With his in-ring WWE days largely behind him, “Stone Cold” Steve Austin has become increasingly comfortable with discussing the inner workings of his career, from his signature matches to the feuds and friendships he picked up along the way.
Appearing on The South Kongress Podcast with Cameron Hawkins to discuss his Hall of Fame career, Austin was asked to name some performers he had exceptional chemistry with in the ring. Unsurprisingly, Austin tabbed two of his all-time greatest in-ring foe but described how the way they operated was notably different.
“That’s a hard question to answer as, for some reason, they’re on the same page as you and in opposite fashion. Because if you’re doing this, they have to do the other part, that gear and working with Steamboat man; if I grabbed a headlock on Steamboat, I would work the headlock, but he top wrist out of it. I didn’t have to tell him to do that. He would just do that; Steamboat would do Steamboat stuff,” Steve Austin said via WrestleZone.
“The Rock did electrical stuff. You know, he’s the most electrifying man in sports entertainment. For some reason, the hunger that he had and the passion that I had, I mean, when we got together, I brought out the best in him, and he brought out the best of me, and it was about two cats trying to be number one. But not trying to be number one by one-upping each other, but by working together to make each other the biggest and best so — I don’t know, you just find that groove.
“It’s kind of like talking with people. Sometimes you find like — have you ever been on the phone and maybe it’s a connection or something like that, but you step on each other and right when they’re tailing off, you’re trying to jump in, and then they continue, and it’s like, I’ll go in there and talk to my wife, and I’m like, ‘have you ever talked to so and so on the phone? It’s weird.’ That’s kind of like you’re doing that in the ring. So, anyway, I don’t know chemistry is chemistry for some reason. I wish I could give you a better answer than I tried to give you.”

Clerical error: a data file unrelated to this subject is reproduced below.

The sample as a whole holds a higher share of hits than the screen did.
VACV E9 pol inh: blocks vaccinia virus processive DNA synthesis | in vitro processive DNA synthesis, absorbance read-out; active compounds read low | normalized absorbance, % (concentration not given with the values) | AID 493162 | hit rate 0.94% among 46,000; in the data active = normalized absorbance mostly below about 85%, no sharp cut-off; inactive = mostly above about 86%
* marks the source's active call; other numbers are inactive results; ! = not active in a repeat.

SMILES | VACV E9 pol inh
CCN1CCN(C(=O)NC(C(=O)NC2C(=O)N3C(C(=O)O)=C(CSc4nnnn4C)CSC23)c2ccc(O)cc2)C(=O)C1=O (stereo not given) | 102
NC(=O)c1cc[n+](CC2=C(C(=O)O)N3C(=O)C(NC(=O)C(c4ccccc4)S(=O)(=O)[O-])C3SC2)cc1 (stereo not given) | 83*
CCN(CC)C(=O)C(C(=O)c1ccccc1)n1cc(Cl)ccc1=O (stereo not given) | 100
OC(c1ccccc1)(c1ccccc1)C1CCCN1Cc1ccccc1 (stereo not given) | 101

In a career with literally dozens of highlight reel moments, Austin's time in the ring with Steamboat and Johnson strand above the rest; though the former feud was more wrestling, whereas the latter focused on the microphone almost as much as the in-ring wrestling, both proved just how versatile a performer “The Rattlesnake” can be, leading to many considering him the greatest of all time.
“Stone Cold” Steve Austin wasn't surprised to see Vince McMahon sell WWE.
Sitting down for an interview with Jimmy Traina on the SI Media Podcast, Austin was asked about the biggest development to happen to professional wrestling in years, Vince McMahon's decision to sell WWE to Anthem. Unsurprisingly, Austin was on board with his long-time employer's decision, as he views it as an opportunity more than anything else.
“I wasn’t shocked at all. It had been in the grapevine, and then it happened, and it kind of made sense. UFC did it. Why not WWE? Triple H went out there and cut that promo saying they are not going anywhere, meaning the people that are running WWE,” Austin said via Fightful. “I think it needs to come from a wrestling-minded family, all those key players. It’s a tricky business, not anybody with a television background can walk into the pro wrestling industry and can produce results. You keep the people running it that do because they know their fanbase better than anybody. I remember when Vince took the company public. I asked him, ‘Vince, why do you want to do this?’ He said, ‘Steve, to legitimize the business.’ I’m an old school wrestler. I don’t have that business brain that Vince has. I thought, ‘Dude, just hang onto it yourself.’ He’s done what he’s done. He’s the greatest wrestling promoter that has ever lived. It’s a business opportunity, and the machine rolls on.”
Will incorporating WWE under the same banner as UFC help to legitimize the business? Or do fans pretty much know what to expect from WWE and professional wrestling as a whole, with match outcomes *spoiler alert* pre-determined and the company looking to sell action figures to children as much as they want to entice Attitude Era fans to give them another try. Either way, “Stone Cold” is on board with the decision, and that's the bottom line.